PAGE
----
The Arnold Palmer Invitational Officially Begins | Grandson Sam Saunders Opens Tournament

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    The Arnold Palmer Invitational Officially Begins

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    Grandson Sam Saunders Fires Shot
    Heard Round the World

    Sam Saunders hits the ceremonial first shot and is followed by pro after pro after pro.

    Sam Saunders officially opened The Arnold Palmer Invitational presented by MasterCard on Wednesday morning at 11:30 when he hit the ceremonial first drive. The grandson of The King launched his ball on the practice range in front of hundreds of emotional spectators—players, special guests, fans, volunteers, media—who had just watched a moving tribute on the range’s teletron to the most influential man in the history of the game.

    After Saunders’ opening salvo from the far right-hand side of the range was in the air, about 30 pros who had lined up beside him all the way to the far left-hand side drove one ball in sequence after another. When the final pro hit his drive, another 30 players stepped up to the formation and a second barrage exploded, one after another, until the 60-drive salute ended to great applause.

    All the pros in the lineup, including Keegan Bradley, John Daly, Jason Day, Jim Herman, Charley Hoffman, Billy Horschel, Geoff Ogilvy, Ian Poulter, Justin Rose, Ollie Schniederjans, Brandt Snedeker, Webb Simpson, to name a few were clapping their hands as well. These pros who participated were not yet playing in the ongoing Pro-Am, outside of defending champion Jason Day who was on the course but didn’t want to miss the tribute to Arnie.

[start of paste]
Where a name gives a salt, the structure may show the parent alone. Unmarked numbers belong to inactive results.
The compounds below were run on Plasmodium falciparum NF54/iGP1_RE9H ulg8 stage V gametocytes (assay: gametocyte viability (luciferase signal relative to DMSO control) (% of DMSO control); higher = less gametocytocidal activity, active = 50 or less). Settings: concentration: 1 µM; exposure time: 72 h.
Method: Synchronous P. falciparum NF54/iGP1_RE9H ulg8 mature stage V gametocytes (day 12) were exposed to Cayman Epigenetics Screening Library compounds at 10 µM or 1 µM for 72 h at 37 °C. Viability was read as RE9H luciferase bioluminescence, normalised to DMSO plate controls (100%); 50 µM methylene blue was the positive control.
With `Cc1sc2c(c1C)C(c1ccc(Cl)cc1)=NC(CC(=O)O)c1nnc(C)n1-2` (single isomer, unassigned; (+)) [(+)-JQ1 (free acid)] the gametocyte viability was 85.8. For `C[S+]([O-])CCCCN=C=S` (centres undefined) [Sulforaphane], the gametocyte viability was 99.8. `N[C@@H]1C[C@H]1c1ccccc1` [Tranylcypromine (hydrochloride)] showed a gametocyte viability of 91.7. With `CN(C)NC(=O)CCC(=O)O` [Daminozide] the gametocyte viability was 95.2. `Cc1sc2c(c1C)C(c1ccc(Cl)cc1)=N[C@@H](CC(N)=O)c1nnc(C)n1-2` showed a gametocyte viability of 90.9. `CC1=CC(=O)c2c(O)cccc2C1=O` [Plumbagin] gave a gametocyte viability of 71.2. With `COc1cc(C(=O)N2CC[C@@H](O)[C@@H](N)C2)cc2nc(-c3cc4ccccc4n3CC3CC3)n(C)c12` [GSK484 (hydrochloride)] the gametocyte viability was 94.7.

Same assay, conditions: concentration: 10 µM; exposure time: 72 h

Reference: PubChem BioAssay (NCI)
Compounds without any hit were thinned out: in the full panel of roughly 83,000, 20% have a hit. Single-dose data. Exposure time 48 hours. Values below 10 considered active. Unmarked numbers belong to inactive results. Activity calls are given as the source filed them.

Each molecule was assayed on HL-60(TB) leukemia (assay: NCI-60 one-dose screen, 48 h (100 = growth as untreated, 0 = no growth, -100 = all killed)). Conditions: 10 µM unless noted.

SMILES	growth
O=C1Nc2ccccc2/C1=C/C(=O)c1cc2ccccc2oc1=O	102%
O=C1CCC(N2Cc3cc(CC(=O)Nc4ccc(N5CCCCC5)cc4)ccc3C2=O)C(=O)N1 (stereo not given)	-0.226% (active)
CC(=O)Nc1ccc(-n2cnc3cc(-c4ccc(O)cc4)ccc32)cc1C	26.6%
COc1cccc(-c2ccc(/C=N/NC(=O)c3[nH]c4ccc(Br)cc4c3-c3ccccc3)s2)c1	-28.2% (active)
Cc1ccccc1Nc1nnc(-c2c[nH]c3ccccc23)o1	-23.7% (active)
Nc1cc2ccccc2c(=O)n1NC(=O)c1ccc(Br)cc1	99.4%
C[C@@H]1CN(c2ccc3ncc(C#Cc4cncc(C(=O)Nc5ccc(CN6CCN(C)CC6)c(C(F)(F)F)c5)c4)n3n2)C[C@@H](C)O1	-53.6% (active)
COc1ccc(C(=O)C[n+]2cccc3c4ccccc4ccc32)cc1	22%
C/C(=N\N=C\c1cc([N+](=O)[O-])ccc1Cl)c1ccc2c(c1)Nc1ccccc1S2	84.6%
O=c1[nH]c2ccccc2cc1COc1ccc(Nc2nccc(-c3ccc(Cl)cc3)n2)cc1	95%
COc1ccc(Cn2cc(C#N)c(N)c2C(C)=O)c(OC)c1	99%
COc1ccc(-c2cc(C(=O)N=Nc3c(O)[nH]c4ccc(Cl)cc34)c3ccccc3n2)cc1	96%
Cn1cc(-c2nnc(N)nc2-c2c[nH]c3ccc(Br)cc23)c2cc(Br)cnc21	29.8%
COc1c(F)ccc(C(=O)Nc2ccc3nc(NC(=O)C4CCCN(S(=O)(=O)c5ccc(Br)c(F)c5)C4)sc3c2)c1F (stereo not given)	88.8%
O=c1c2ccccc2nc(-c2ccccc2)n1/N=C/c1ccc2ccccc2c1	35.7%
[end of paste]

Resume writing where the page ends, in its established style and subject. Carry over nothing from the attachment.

Let the game begin!

    Prior to his welcoming everyone to the API and hitting the opening shot, Sam Saunders had conducted the annual press conference in the Media Center. Once the domain of Arnie, who had conducted it for 37 straight years before his failing health prevented him from appearing last year, Sam assumed the Master of Ceremony role as he and six others discussed the legacy and legend of The King and the future of the API.

    His guests included Orlando resident and Tournament Host Annika Sorenstam, PGA Tour Commissioner Jay Monahan, API tournament director Marci Doyle, Senior VP of MasterCard Michael Robichaud, CEO of Arnie’s Army Charitable Foundation Kevin Bingham, and CEO and chairman of Arnold Palmer Enterprises Alistair Johnston. Each participant offered special insight into what the API and Arnold Palmer have meant to them and Orlando.

    The Old Order Changeth, Yielding Place to the New

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    A moment from the moving tribute to Arnold shows Deacon Palmer and his son.

    Sam Saunders: The Arnold Palmer Invitational is so near and dear to my family, and I have to thank my mother, Amy Saunders, who has been working so hard to make all of this come together. It’s going to be a special week for our family, and this week everyone feels like family. I know my grandfather is proud of the remarks, the tributes, the dedications that everyone is making on his behalf. It’s been a wonderful start to the week, and the week will only get better.

    I think my grandfather’s legacy speaks for itself. He made a mark on this game that will probably never be equaled, and the players are all here to pay tribute to that legacy. It is a selfless thing to come and play in this event this week, and the guys are really making an effort not to make this week about them. They’re here from their hearts. They’re playing because they know that my grandfather was able to give them a career to play golf for a living.